Thwaites says sorry to teachers
Carl Gilchrist, Gleaner Writer
Ocho Rios, St Ann:
Education Minister Ronald Thwaites made it clear it was education first and foremost, as he addressed the Jamaica Teachers' Association's (JTA) 49th annual conference at Sunset Jamaica Grande in Ocho Rios, St Ann, yesterday.
The minister acknowledged a difficult past few months between the teachers' union and his ministry, during which, he admitted, he might have said sharp words that hurt feelings.
"I've come to make peace and say I am sorry," said Thwaites. "It is not a time for throwing words at each other."
He added, later in his presentation: "If we fall to quarrelling, how can we expect children to do otherwise?"
Thwaites asked for "a respectful working relationship" between his ministry and the JTA going forward.
But when called upon to move the vote of thanks at the end of the session, President-Elect Doran Dixon deviated, saying he was going "to make a few comments because I feel pressured into doing so".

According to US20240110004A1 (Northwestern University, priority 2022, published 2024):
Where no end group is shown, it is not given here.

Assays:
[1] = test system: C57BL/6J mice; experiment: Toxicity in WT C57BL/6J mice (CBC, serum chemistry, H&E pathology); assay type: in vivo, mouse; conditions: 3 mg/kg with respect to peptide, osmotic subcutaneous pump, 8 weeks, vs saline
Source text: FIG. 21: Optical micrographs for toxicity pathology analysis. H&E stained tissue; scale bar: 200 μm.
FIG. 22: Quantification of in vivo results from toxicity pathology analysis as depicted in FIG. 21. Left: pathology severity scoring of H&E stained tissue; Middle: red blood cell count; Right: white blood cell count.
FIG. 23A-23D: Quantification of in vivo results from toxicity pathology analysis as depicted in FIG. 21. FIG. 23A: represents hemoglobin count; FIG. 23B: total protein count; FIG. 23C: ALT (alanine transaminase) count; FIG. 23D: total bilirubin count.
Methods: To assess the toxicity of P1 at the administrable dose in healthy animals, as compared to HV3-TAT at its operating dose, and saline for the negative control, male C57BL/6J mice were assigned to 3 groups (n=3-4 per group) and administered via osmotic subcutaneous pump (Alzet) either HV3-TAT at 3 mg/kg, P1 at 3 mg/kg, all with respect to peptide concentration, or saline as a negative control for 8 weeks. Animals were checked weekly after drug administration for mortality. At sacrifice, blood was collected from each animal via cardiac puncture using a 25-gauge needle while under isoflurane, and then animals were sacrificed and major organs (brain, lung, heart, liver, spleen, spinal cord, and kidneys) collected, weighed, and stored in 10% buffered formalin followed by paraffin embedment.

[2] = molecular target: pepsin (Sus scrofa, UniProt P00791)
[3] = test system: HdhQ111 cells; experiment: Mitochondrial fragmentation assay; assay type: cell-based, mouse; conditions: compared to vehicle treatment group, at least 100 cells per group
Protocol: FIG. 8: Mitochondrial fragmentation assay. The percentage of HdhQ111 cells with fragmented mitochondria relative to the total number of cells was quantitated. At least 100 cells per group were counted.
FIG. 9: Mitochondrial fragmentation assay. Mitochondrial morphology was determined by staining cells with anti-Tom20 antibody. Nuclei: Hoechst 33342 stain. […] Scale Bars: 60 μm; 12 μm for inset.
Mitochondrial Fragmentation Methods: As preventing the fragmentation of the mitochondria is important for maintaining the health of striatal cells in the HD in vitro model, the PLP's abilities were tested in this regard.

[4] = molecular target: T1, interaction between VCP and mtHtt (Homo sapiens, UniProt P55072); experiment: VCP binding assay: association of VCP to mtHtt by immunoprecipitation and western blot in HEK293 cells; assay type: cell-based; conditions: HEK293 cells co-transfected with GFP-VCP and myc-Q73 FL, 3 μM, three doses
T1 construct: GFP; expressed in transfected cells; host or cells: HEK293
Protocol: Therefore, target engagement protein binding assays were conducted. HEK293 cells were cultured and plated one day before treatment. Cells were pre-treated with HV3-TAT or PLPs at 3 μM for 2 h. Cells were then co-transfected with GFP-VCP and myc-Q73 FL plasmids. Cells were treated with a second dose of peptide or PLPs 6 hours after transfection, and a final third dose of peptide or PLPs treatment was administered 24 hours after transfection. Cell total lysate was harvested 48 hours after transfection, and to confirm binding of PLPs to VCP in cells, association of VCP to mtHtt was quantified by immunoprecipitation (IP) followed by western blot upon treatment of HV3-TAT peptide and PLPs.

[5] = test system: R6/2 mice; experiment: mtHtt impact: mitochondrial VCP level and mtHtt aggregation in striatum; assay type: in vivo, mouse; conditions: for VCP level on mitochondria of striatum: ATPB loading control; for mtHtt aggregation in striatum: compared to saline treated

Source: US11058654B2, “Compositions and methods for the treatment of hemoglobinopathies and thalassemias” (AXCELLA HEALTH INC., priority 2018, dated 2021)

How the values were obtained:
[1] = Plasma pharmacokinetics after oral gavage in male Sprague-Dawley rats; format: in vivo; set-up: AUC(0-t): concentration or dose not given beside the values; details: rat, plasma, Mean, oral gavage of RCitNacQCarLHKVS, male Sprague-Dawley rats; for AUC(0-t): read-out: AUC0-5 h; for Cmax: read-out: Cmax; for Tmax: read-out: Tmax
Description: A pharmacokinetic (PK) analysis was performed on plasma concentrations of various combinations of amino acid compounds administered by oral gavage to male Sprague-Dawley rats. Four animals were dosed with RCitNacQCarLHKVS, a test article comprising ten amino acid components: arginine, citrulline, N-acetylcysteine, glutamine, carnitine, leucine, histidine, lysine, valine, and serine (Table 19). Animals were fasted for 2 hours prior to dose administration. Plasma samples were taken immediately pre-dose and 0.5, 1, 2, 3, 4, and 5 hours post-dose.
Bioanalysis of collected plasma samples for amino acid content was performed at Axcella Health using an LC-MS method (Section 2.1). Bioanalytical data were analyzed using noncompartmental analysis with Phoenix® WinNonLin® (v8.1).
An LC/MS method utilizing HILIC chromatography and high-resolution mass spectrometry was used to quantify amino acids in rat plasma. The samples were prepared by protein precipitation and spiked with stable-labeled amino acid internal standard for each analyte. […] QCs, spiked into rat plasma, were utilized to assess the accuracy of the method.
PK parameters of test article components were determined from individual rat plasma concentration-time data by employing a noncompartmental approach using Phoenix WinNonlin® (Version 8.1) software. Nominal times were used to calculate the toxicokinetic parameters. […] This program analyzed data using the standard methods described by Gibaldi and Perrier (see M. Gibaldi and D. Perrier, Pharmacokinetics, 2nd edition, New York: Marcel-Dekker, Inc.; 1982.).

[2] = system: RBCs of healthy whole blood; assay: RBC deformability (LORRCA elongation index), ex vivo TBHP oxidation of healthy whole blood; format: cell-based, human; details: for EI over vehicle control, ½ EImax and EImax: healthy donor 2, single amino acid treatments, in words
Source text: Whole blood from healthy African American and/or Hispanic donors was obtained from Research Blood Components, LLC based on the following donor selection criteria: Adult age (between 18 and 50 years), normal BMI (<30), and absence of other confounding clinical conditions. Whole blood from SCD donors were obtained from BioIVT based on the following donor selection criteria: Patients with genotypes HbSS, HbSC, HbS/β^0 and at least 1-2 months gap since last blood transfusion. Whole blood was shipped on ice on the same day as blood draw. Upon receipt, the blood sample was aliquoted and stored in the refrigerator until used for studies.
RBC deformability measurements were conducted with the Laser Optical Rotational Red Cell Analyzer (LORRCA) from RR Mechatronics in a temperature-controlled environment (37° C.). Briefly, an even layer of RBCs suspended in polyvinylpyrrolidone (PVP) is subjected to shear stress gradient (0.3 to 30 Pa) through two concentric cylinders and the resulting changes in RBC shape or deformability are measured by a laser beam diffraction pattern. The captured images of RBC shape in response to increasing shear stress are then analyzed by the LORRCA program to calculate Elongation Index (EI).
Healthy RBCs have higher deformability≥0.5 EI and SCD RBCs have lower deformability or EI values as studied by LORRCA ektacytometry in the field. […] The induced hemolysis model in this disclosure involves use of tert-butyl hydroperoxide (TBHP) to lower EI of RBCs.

In his comments, Dixon said, among other things, that as an employee of the Ministry of Education, it was the duty of his employer to seek to treat with his welfare issues in an honest and open way.
As he continued, newly installed President Dr Mark Nicely intervened.
Nicely said: "Excuse me please, Mr P.E. (President-Elect), with respect, I think we are at the point of vote of thanks."
Responded Dixon: "I'm doing the vote of thanks, Mr President."
Said Nicely: "Well, I'm going to ask you to restrict your vote of thanks to a vote of thanks."
However, Dixon continued on his original course before giving the vote of thanks in a terse manner.
Dixon said: "At the insistence of the president, I want to thank the ministry team for having visited with us this morning, and I want to thank you, my colleagues, for having participated in this process."
Later, some teachers spoke openly of the incident, saying they had been offended by Dixon's behaviour.
"When he said he was going to make a few comments, I thought he was going to say 'sorry', as the minister did, so we could move on. But this was embarrassing," one teacher told The Gleaner.
Weeks before being voted in as president-elect, Dixon came under fire for likening the minister to a mongrel dog.